When I started teaching English in Italy I found that my students had learnt at school to say /eɪ/ in all cases. The Italians also tend to simplify this diphthong to a single sound (they pronounce Matt Damon to rhyme with lemon), so my students said things like "/e/ book". I had a hard struggle to make them change to the schwa, which is why I generally discourage the /eɪ/ pronunciation of the article, except in special cases.
     

    yuechu

    Senior Member
    Canada, English
    @Lyndon
    You are absolutely correct... I must have been thinking of the pronunciation rules for "the", since they change in a similar way phonetically (yet not always in the same context, since "a" becomes "an" before a vowel). Sorry to any people if I misled you in the previous posts.

    "A" does indeed become "an" in front of a vowel sound and never /eɪ/ (at least, in standard English).
     

    RosyIvory

    Member
    Arabic - Egypt
    Hi,

    Are there more than one way to pronounce the Indefinite Article "A"?

    The one I know of is pronounced like the "a" in "aid". Is it right to pronounce it like "a" in "bad"? if that's true, what are the cases or the rules that determine the pronunciation and are there any ways to pronounce it?

    Thanks in advance
     

    natkretep

    Moderato con anima (English Only)
    English (Singapore/UK), basic Chinese
    Mod note: RosyIvory's thread (post 17) has been merged with an earlier thread.

    I've never heard it pronounced with the 'a' of bad.
     

    RosyIvory

    Member
    Arabic - Egypt
    So, there's no ''a book'' where's 'a' as in bad or hat; and it's only pronounced as in ate or gate. and if there's something else it'd only be stressing it to be 'ay' (like pronouncing the alphabetical letter itself), right?
     

    Loob

    Senior Member
    English UK
    So, there's no ''a book'' where's 'a' as in bad or hat; and it's only pronounced as in ate or gate. and if there's something else it'd only be stressing it to be 'ay' (like pronouncing the alphabetical letter itself), right?
    Hi RosyIvory

    No, it's never* pronounced like the vowel sound in bad or hat. The choice is between schwa (when it's unstressed) and the sound of the letter 'A' - like the vowel sound in gate - when for some reason you want to stress it.

    The earlier posts in the now-merged thread are helpful:).
    _____

    *At least, not in the varieties of English I'm familiar with.
     
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    natkretep

    Moderato con anima (English Only)
    English (Singapore/UK), basic Chinese
    it's only pronounced as in ate or gate
    The vowel I use in gate /geɪt/ is different from the vowel I use in ate /et/, and obviously I would only use the former for a stressed 'a'. RosyIvory, have you heard people saying 'a' with the vowel in bad​ before?
     

    RosyIvory

    Member
    Arabic - Egypt
    Sorry for late reply..

    So 'ate' for regular 'a' and 'gate' for stressed one or as I read somewhere in here if I stop speech after the 'a' like I'm thinking of something..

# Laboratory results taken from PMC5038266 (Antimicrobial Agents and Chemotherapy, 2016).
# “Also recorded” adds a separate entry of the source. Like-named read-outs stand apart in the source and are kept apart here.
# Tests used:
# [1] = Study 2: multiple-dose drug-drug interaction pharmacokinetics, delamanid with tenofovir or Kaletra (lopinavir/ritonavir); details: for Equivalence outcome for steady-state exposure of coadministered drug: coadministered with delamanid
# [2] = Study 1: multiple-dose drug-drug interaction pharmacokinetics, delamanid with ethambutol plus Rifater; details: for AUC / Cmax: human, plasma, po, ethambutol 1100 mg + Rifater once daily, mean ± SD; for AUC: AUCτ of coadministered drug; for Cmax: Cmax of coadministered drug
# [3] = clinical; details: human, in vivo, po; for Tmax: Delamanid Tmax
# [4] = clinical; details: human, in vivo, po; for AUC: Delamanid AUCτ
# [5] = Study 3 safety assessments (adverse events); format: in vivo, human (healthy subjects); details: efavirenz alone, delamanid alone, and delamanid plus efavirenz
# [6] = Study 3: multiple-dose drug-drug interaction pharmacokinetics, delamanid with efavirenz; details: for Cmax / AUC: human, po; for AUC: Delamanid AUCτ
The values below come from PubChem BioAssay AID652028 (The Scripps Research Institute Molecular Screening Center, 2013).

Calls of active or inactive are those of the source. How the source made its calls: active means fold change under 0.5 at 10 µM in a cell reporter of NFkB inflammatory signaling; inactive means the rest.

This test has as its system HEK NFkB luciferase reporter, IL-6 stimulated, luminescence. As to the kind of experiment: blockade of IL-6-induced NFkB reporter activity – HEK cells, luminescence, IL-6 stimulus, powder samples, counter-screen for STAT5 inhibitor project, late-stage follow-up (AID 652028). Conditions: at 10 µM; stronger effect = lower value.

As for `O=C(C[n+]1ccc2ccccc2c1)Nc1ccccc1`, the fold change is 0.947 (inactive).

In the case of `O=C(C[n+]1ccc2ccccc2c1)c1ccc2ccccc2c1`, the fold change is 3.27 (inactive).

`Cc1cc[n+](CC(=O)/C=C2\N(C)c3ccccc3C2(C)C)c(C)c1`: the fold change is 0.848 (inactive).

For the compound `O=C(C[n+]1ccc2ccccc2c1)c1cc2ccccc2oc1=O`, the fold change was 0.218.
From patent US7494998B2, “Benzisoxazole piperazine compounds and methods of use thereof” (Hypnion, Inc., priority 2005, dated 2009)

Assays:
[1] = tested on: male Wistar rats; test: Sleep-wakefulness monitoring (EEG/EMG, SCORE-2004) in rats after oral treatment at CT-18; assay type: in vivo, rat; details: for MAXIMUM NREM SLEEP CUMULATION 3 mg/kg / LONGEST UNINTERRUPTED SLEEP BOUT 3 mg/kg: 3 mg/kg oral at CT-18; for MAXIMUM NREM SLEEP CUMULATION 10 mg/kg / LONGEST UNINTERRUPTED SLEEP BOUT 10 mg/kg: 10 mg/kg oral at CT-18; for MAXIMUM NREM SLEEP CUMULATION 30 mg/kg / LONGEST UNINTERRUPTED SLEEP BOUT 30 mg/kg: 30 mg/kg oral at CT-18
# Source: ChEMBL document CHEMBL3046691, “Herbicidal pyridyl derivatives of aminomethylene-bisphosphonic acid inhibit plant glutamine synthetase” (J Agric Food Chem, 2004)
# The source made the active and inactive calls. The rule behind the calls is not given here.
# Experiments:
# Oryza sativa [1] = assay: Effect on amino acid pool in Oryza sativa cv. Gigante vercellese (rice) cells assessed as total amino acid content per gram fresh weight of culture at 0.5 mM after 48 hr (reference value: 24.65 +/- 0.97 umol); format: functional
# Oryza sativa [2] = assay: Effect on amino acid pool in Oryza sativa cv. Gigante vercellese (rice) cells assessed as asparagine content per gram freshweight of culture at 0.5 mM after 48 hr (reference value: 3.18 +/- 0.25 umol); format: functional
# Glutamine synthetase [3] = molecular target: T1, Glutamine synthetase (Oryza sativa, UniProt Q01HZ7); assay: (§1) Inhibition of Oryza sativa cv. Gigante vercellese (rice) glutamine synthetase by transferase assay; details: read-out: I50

As for bad-a actually a lot say it like that here in Egypt.. It's like an accent drop.
     
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    Loob

    Senior Member
    English UK
    Sorry for late reply..

    So 'ate' for regular 'a' and 'gate' for stressed one or as I read somewhere in here if I stop speech after the 'a' like I'm thinking of something..
    As for bad-a actually a lot say it like that here in Egypt.. It's like an accent drop.
    I'm sorry, RosyIvory: no, the indefinite article "a" is not pronounced like the "a" in "ate" - assuming that by the "a" in "ate" you're thinking of the same vowel sound as in "bed".

    Unstressed "a" has a schwa. It's closer to the "u" in "bud":).
     

    RosyIvory

    Member
    Arabic - Egypt
    mmm.. it's completely diffident from what I've been saying and what I've imagined right

    So just to make it sink in more :)
    Hearing how the letter A is pronounced in any English Alphabet video, I dived it into two parts: how the mouth is shaped in the beginning of the pronunciation and the enlonging of the pronunciation by adding 'ay'.
    the complete pronunciation of the letter IS the stressed way, right? what about the first part?
     

    mplsray

    Senior Member
    Hi RosyIvory

    No, it's never* pronounced like the vowel sound in bad or hat. The choice is between schwa (when it's unstressed) and the sound of the letter 'A' - like the vowel sound in gate - when for some reason you want to stress it.

    The earlier posts in the now-merged thread are helpful:).
    _____

    *At least, not in the varieties of English I'm familiar with.
    I would have said the same thing. I would like to point out, however, that the Merriam-Webster Online Dictionary does show /'æ/ as a pronunciation for this indefinite article when used in a stressed position:

    From http://www.merriam-webster.com/dictionary/a[2]

    2a indefinite article \ə, (ˈ)ā, Canada ˈa\
    The symbol \'a\ here is that dictionary's symbol for /'æ/, as in, for example, \'hat\ for /'hæt/.

    I have not been able to find this pronunciation of this stressed indefinite article in Canadian English referenced anywhere else, however.
     

    jarabina

    Senior Member
    English - Scotland
    2a indefinite article \ə, (ˈ)ā, Canada ˈa\
    The symbol \'a\ here is that dictionary's symbol for /'æ/, as in, for example, \'hat\ for /'hæt/.

    I have not been able to find this pronunciation of this stressed indefinite article in Canadian English referenced anywhere else, however.
    /æ/ is commonly used for the indefinite article in some Scottish accents, so it seems quite possible that it might feature in Canadian English.